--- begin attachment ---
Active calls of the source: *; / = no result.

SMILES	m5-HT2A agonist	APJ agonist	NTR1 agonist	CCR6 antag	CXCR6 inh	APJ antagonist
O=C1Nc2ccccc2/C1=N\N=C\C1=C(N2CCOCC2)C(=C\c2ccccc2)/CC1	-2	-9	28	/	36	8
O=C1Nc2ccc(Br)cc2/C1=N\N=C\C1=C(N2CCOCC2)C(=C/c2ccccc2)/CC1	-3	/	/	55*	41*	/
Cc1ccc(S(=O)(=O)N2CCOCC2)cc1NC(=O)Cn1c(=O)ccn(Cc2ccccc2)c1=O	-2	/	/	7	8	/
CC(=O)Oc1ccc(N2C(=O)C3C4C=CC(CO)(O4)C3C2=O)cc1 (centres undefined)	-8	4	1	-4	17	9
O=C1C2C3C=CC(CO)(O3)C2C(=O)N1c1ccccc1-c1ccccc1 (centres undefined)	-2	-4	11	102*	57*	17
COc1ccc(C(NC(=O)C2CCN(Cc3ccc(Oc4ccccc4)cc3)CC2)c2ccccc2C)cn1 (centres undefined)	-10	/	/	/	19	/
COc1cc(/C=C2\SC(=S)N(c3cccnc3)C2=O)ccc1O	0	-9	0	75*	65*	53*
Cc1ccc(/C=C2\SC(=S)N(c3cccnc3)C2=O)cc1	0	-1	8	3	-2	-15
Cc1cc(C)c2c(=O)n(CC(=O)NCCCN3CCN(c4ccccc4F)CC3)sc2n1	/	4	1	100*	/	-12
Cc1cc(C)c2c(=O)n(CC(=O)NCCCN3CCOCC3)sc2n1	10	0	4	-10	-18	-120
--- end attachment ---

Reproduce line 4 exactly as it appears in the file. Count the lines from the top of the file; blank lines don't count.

O=C1Nc2ccc(Br)cc2/C1=N\N=C\C1=C(N2CCOCC2)C(=C/c2ccccc2)/CC1	-3	/	/	55*	41*	/